Creators of AI agents that can play Dota 2, OpenAI, have created a new algorithm it calls GPT-2 that writes fake news. While this isn’t exactly ground breaking, the algorithm is rather good at it.

How good?

When fed with the starting line “Russia has declared war on the United States after Donald Trump accidentally …” the algorithm wrote the following story.

Russia has declared war on the United States after Donald Trump accidentally fired a missile in the air.

Russia said it had “identified the missile’s trajectory and will take necessary measures to ensure the security of the Russian population and the country’s strategic nuclear forces.” The White House said it was “extremely concerned by the Russian violation” of a treaty banning intermediate-range ballistic missiles.

The US and Russia have had an uneasy relationship since 2014, when Moscow annexed Ukraine’s Crimea region and backed separatists in eastern Ukraine.

That entire story is false save for the last bit about Moscow annexing Crimea in 2014, which is true.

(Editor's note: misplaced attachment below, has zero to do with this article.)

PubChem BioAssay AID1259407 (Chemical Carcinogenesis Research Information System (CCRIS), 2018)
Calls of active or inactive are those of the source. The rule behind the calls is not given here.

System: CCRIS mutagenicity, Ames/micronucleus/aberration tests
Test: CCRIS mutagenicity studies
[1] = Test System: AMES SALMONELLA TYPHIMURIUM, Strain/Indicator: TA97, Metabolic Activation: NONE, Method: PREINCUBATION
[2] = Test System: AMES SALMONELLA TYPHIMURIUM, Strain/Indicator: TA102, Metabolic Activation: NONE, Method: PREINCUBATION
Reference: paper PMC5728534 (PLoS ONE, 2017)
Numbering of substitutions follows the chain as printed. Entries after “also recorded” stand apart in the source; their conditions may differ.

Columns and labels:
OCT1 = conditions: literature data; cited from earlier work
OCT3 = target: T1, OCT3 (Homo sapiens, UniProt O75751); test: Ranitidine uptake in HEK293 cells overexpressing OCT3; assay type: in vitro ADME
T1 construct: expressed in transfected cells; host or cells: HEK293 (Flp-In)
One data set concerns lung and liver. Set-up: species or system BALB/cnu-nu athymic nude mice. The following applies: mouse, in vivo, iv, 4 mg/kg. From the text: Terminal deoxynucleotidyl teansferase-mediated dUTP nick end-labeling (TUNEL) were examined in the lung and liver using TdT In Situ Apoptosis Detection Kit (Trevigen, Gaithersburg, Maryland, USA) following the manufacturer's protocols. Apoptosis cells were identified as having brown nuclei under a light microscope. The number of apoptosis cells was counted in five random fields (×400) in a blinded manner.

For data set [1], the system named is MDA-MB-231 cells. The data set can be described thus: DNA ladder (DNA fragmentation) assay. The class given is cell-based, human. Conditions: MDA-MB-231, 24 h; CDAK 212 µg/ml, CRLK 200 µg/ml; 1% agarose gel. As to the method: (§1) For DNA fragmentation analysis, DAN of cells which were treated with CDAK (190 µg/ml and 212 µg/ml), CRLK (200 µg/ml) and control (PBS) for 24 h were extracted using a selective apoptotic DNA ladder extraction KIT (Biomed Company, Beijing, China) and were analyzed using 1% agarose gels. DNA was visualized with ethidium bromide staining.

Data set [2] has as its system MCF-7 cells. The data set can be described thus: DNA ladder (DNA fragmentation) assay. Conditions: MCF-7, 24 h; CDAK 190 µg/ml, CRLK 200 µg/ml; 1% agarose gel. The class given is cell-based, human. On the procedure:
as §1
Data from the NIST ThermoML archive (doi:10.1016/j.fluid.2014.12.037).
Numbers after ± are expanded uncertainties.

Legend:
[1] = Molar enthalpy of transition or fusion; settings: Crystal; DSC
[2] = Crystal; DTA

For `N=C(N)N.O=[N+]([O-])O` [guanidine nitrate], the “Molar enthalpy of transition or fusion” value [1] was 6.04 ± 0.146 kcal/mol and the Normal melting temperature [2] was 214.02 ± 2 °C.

Now, to be clear, OpenAI didn’t set out to create an algorithm that’s a master of writing fake news. A report by MIT Technology Review suggests that the Open AI researchers set out to develop a general-purpose language algorithm that could be used to translate text, answer questions and other tasks.

It’s noted that the algorithm doesn’t always produce passable content

“Overall, we find that it takes a few tries to get a good sample, with the number of tries depending on how familiar the model is with the context. When prompted with topics that are highly represented in the data (Brexit, Miley Cyrus, Lord of the Rings, and so on), it seems to be capable of generating reasonable samples about 50% of the time,” OpenAI said in a blog post.

The danger in all of this is that AI is becoming frighteningly good at creating fake news and if the process is automated (which it can be) it might become rather difficult to spot real from fake.

OpenAI has released a smaller version of GPT-2 without the dataset, training code, or GPT-2 model weights for other developers to look at. The organisation hopes that this hesitance to publish its complete research will positively influence others in the AI development community.

“Other disciplines such as biotechnology and cybersecurity have long had active debates about responsible publication in cases with clear misuse potential, and we hope that our experiment will serve as a case study for more nuanced discussions of model and code release decisions in the AI community,” said OpenAI.

The GPT-2 algorithm can be found over at Github.

[Image – CC 0 Pixabay]